How long will the economic downturn last? While some claim to see green shoots, others – such as my colleague Martin Wolf – see a slow and painful process ahead. I have little to add to that debate, but I can guarantee that for some of us, the impact of this downturn will last a lifetime.
That is the conclusion I draw from the research of Till Marco von Wachter, an economist at Columbia University, who has been tracing the lasting effects of bad luck in the job market. Having to look for a job at the wrong time can force us into compromises whose repercussions can last years or even decades.
For example, when von Wachter teamed up with two US government economists, Jae Song and Joyce Manchester, to study the experiences of those hurled into unemployment by mass layoffs in the 1982 US recession, they discovered horrendously long-lasting effects. The recession itself – one often compared with today’s downturn – was savage, but it was over in less than two years. Yet von Wachter and his colleagues discovered that those who lost their jobs had incomes about 20 per cent lower than would otherwise be expected, even two decades later.
It is possible that this result is really capturing the effect of being a less productive (and thus expendable) worker, or of being trapped in a declining industry. But that is unlikely. Such mass layoffs are by their nature indiscriminate, and the researchers tried hard to compare like with like. The results remain robust – and they match similar research done in Germany, and earlier studies in the US with smaller data sets.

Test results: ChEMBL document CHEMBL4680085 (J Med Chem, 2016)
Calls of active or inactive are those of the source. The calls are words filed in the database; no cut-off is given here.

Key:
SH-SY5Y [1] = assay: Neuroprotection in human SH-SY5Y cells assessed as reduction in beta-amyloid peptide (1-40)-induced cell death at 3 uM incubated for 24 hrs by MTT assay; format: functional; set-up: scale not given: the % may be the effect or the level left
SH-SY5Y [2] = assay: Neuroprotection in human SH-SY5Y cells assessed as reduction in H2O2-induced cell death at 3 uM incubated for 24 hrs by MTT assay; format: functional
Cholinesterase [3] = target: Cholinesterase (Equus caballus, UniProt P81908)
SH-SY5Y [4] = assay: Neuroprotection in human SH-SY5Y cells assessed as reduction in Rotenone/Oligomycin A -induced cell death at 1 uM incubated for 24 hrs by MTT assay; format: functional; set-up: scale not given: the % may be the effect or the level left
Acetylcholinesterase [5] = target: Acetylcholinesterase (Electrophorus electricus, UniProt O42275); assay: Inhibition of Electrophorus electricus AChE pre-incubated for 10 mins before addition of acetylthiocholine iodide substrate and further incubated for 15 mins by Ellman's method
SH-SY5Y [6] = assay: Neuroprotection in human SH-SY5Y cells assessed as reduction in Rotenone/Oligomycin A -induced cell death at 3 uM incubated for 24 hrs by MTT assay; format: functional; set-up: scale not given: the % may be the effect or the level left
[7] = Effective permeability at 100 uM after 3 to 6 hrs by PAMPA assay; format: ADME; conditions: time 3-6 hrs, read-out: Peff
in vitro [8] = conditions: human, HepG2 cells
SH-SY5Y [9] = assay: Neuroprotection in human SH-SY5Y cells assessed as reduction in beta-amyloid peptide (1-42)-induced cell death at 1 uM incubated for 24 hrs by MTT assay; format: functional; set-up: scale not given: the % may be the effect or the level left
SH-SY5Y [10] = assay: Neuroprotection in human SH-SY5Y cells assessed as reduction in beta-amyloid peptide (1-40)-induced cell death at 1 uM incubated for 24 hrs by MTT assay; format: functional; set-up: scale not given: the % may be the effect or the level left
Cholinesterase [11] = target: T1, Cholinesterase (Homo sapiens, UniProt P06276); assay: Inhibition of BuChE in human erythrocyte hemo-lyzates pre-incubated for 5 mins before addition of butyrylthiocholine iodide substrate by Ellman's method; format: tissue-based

Why such a big effect? In part, it is a question of luck. Most people who have secured a decent, secure, full-time job have enjoyed a dose of luck in doing so. “It is hard to get lucky twice,” comments von Wachter. The difficulty of retraining is also a factor. Many people have to switch careers when they lose their jobs, meaning long-standing skills fade and new skills must be learnt. Certainly, when people are laid off during a boom, the loss of income is much smaller, presumably because it is easier for them to find a comparable job before their skills start to be lost.
A similar problem lies in wait for those graduating during a recession. “People have to make compromises,” says von Wachter, which often means taking a stopgap job with a less glamorous employer, and trying to switch careers or switch employers later on. The longer this process takes, the longer the impact on the unlucky cohort of graduates.
Relying on a very large data set from Canada, von Wachter, Philip Oreopoulos and Andrew Heisz estimate that the typical student who graduates during a recession can expect to be 10 per cent poorer in the year after graduation, a disadvantage that slowly fades over a decade. Even a couple of years’ work experience is enough to insulate a cohort of young graduates from a recession – but those who graduate into its teeth, especially from less prestigious schools, can suffer all the way through to, well, the next recession.
One striking recent study, by Paul Oyer of Stanford’s Graduate School of Business, showed that the Stanford MBA class of 1988 earned low incomes for many years. Why? Because they were applying for jobs just after the crash of 1987, and the high-paying bank jobs were simply unavailable.
The inspirational message from this research: if you are forced to accept a less attractive job because of temporary hard times, actively look to get back on your dream career path as soon as you can. The less inspirational message: luck matters, and bad luck lasts.
Also published at ft.com.